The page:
Thursday, 4:00-4:45 p.m. (grades 1&2) and 5:00-5:45 p.m. (grades 5 – 7)

Credit recommendation: In the graduate degree category, 3 semester hours in Music, Music Education, or Dalcroze Studies.

Students may enroll in these semester courses to receive recommended graduate credit (National CCRS) and/or to fulfill Dalcroze certificate requirements. Students may also audit classes. The Dalcroze certificate is given upon the successful completion of requisite courses, written requirements, and jury examination.

 

Elements of Music: An Approach to Pedagogy

This course focuses on the nature of curriculum design and development within the context of a community music school setting. Building on Diller-Quaile’s historic traditions, course participants explore the elements of music, music concepts, and practical tools needed to inspire in students a lifetime of participation in music. Content includes discussion of pedagogical texts and readings drawing on the work of the School’s founders and others; observations of classes and lessons; opportunities to analyze studio and group class teaching, as well as to assess the development of musicianship in students. Guest presenters provide an overview of the Dalcroze, Kodály, Orff, and Suzuki approaches. Child development and the teacher-student relationship are emphasized, as well as the musical subject matter.

1 hr. weekly 30 weeks Thursday, 12:30-1:30 p.m. Kirsten Morgan, Instructor

 

Teacher TrainingPiano Pedagogy

The Diller-Quaile approach to piano teaching places emphasis on phrasing, tone production, and the importance of selecting quality repertoire. By examining various pedagogical approaches and resources to teaching piano—group/individual, child/adult—the course focuses on successful ways to build technical foundations, develop sight-reading, and nurture good practice habits and easy memorization. The format of the class is observation based, with many assignments taking place outside the classroom, as well as bringing in outside pedagogical experts.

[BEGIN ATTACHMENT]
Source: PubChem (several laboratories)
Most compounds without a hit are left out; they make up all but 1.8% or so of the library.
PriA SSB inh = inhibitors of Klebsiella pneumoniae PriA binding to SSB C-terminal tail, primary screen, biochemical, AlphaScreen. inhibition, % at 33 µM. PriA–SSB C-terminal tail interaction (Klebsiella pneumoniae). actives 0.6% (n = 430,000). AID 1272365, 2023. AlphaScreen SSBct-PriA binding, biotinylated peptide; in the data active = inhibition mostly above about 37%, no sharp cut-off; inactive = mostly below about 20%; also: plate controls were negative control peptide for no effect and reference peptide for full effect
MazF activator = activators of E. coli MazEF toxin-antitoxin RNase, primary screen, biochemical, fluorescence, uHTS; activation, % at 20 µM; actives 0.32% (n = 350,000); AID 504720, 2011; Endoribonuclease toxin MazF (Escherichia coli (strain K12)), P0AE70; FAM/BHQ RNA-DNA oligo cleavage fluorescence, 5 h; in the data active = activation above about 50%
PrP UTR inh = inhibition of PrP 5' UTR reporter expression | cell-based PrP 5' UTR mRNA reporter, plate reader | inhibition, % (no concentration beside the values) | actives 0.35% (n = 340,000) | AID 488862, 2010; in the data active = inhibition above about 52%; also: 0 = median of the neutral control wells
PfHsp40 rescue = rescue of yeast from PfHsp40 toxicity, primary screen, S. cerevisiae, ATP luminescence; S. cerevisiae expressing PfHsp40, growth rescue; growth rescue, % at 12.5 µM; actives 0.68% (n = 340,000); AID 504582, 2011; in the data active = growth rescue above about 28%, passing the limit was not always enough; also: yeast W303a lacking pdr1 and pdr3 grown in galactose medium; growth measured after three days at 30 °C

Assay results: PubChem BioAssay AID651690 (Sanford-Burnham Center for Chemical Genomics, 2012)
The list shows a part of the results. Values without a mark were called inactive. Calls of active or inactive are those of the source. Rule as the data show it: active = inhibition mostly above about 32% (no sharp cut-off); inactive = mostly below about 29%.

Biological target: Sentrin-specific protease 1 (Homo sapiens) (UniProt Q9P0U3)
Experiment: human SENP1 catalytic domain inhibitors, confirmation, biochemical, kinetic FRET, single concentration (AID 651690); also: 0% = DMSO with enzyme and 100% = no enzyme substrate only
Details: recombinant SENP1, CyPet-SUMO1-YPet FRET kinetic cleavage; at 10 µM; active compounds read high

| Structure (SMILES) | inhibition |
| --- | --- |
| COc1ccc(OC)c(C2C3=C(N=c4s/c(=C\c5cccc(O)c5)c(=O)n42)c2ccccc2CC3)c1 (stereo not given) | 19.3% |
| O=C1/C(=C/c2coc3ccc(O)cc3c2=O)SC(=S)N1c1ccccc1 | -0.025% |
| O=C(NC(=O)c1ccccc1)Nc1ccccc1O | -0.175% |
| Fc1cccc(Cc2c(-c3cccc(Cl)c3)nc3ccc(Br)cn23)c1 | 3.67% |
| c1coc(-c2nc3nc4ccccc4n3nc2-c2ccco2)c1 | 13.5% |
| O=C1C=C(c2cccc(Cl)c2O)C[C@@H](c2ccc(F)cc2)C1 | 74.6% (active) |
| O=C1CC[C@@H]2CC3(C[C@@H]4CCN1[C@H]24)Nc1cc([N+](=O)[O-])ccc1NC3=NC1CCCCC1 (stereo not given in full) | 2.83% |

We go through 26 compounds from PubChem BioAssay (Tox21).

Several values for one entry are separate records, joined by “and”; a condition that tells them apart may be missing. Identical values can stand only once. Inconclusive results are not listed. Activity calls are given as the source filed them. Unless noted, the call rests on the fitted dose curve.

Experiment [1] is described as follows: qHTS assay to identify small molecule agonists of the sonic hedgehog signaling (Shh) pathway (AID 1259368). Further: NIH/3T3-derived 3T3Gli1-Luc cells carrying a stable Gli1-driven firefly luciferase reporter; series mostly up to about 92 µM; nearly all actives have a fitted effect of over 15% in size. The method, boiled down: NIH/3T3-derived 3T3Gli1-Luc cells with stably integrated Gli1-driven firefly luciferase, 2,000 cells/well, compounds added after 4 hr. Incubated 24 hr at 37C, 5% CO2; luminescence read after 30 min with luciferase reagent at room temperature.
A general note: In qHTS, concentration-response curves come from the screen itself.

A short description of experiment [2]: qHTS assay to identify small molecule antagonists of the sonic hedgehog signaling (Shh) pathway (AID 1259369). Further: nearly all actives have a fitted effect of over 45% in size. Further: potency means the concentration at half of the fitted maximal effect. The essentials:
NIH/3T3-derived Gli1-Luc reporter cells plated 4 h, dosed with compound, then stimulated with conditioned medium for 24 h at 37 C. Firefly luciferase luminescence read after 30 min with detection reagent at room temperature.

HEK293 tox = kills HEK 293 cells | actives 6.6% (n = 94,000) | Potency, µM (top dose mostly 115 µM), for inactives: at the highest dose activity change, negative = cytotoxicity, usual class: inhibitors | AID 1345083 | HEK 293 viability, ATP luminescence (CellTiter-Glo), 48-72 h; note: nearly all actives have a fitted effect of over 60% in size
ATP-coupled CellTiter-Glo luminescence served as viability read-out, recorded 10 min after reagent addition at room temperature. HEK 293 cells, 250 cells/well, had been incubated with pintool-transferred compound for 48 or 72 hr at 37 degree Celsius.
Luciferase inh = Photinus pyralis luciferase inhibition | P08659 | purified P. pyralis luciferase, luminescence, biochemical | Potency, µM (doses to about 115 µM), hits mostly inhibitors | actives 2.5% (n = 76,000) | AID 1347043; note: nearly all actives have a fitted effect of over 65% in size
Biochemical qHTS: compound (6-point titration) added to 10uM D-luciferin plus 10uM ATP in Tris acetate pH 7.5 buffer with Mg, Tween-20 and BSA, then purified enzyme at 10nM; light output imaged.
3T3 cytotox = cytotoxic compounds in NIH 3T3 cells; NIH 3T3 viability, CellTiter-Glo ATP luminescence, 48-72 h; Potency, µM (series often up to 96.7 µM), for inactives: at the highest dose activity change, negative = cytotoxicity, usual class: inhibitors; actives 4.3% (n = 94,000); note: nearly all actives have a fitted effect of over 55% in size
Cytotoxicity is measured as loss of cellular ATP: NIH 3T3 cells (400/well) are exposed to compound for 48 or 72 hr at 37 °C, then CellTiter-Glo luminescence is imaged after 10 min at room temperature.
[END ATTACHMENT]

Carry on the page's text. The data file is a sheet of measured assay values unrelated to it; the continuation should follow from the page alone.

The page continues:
1 hr. wkly. 30 weeks Friday, 9:45-10:45 a.m. Dr. Claudia Knafo, Instructor

 

Alexander Technique

F.M. Alexander (1869-1955), the founder of The Alexander Technique, was an actor who began his career as a Shakespearean orator. He developed chronic laryngitis while performing and, over time discovered a way to eliminate the undue muscular tension that accounted for his vocal restriction. He developed a discipline that, if practiced, can profoundly influence health and well-being. When neck tension is consciously reduced, the head no longer compresses the spine; the spine is free to lengthen and support fluidity of motion throughout the body. From his work, Alexander evolved a hands-on, mind-body method that teaches us to move efficiently, as an integrated, dynamic whole. The technique helps us make informed choices about how we use our bodies in daily activity. It specifically aids musicians in preventing repetitive injury and in improving technique and tone production.

A limited number of individual lesson times are available. Please contact the School prior to registering for this offering. Ruth Nardini, Instructor

 

TUITION RATES 2014-2015
TEACHER TRAINING AND PROFESSIONAL DEVELOPMENT

Dalcroze – Core Subjects – 2 hours/week $1,035 (15 weeks)
Dalcroze – Methodology – 2 hours/week $1,035 (15 weeks)